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CBP Agriculture Specialists Seize Prohibited Iguana Meat, Bird at San Diego Ports

Release Date: 
August 20, 2013

SAN DIEGO—

A live half-moon conure was found concealed inside a woman's handbag.

A live half-moon conure was found concealed inside a woman's handbag.

U.S. Customs and Border Protection (CBP) agriculture specialists at the San Ysidro and Otay Mesa ports of entry seized iguana meat and a live bird, and assessed penalties to the travelers who failed to declare the prohibited agricultural items.

On Saturday, August 10, CBP agriculture specialists at the Otay Mesa port of entry seized a live half-moon conure that was concealed inside a woman's handbag. The woman, a resident of Bell, California, entered the port in a vehicle and had been referred by a CBP officer for an agricultural inspection.

The bird was seized by CBP and transferred to the custody of the U.S. Department of Agriculture Veterinary Services for proper handling and quarantine.

 

Almost 40 pounds of undeclared iguana meat (black bag) and more than six pounds of undeclared pork meat (clear bag) concealed in an ice chest in the traveler's vehicle.

Almost 40 pounds of undeclared iguana meat (black bag) and more than six pounds of undeclared pork meat (clear bag) concealed in an ice chest in the traveler's vehicle.

On Sunday, August 11, a Reseda, California man returning from Colima, Mexico was referred for an agriculture inspection while crossing in a vehicle at the San Ysidro port of entry. While conducting an examination utilizing an agricultural canine, CBP agriculture specialists discovered almost 40 pounds of undeclared iguana meat and more than six pounds of undeclared pork meat concealed in an ice chest in the traveler's vehicle.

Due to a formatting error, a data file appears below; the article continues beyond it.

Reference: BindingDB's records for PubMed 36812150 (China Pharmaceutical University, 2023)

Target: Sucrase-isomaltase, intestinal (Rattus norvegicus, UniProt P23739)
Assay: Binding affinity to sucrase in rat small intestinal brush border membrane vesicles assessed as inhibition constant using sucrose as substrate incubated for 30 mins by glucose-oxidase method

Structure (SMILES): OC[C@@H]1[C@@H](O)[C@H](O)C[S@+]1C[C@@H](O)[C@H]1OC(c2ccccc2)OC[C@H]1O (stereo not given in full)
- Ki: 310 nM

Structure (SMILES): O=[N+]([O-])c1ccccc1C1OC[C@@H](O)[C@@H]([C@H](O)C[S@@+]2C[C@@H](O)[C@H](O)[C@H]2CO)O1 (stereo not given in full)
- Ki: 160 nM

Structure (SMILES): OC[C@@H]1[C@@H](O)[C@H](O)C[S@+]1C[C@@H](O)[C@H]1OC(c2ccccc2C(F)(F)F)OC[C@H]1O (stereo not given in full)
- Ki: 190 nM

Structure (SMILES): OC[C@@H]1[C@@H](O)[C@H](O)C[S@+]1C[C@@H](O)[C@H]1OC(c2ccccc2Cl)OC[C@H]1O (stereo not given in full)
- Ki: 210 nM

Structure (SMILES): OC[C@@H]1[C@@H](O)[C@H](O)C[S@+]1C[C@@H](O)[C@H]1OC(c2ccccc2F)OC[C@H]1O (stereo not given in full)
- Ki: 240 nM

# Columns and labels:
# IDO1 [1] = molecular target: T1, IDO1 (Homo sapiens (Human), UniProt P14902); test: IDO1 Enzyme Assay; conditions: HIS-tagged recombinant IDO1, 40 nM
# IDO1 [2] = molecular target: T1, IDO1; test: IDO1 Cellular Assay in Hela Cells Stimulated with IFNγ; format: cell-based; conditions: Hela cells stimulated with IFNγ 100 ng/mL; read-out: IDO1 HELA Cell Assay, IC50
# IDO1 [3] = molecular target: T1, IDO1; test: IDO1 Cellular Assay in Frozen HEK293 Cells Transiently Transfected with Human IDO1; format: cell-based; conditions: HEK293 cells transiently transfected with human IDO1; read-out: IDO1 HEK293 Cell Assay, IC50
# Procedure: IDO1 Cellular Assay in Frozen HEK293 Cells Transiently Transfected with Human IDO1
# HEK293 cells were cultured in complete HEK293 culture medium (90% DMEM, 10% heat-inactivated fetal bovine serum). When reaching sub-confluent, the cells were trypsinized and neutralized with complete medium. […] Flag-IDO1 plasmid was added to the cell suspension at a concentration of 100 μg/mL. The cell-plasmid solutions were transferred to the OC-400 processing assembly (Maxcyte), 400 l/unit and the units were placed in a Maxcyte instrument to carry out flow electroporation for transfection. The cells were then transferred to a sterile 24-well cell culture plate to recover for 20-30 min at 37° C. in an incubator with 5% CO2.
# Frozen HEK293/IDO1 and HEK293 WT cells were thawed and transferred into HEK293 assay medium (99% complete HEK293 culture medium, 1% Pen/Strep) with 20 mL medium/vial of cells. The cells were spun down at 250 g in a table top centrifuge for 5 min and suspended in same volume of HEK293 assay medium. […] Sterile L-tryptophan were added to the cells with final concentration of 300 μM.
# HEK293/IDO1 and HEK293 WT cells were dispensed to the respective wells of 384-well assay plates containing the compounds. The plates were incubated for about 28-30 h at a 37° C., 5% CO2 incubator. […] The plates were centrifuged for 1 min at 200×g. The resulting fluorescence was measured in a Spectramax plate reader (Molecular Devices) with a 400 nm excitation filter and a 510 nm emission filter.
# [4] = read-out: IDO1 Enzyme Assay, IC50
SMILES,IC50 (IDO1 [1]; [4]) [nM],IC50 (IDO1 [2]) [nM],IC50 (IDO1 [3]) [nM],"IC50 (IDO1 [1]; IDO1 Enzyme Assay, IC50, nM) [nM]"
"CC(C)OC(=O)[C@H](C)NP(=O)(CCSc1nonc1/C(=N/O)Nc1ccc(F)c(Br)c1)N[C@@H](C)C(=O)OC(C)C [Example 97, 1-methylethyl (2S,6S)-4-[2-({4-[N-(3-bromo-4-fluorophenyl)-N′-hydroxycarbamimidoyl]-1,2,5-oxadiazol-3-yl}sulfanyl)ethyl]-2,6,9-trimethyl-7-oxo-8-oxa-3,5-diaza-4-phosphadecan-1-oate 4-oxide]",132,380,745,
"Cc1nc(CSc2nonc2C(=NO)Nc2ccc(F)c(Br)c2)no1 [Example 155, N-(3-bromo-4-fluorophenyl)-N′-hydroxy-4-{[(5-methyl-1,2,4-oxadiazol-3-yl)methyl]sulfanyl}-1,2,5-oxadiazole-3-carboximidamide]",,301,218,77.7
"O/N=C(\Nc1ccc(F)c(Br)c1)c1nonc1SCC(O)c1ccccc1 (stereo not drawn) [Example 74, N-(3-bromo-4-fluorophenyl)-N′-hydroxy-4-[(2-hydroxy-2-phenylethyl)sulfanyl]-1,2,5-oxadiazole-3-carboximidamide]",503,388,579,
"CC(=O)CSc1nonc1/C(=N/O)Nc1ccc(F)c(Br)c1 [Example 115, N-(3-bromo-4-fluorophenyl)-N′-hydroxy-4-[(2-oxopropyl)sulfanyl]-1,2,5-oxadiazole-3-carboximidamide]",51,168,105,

CBP seized the iguana meat, which is regulated under CITES (the Convention on International Trade in Endangered Species), and turned it over to U.S. Fish and Wildlife Services for further review.

Both subjects were each assessed a $300 penalty and were released.

The half-moon conure population, native to western Mexico, has decreased in many areas due to illegal or unrestricted trade. In addition, according to USDA, birds from Mexico may carry exotic Newcastle disease (END), a virus which has had devastating impacts on the U.S. poultry industry.

CBP agriculture specialists protect the United States from the threat of invasive pests and diseases with inspection and prevention efforts designed to keep prohibited agricultural items from entering the United States.

Last modified: 
February 9, 2017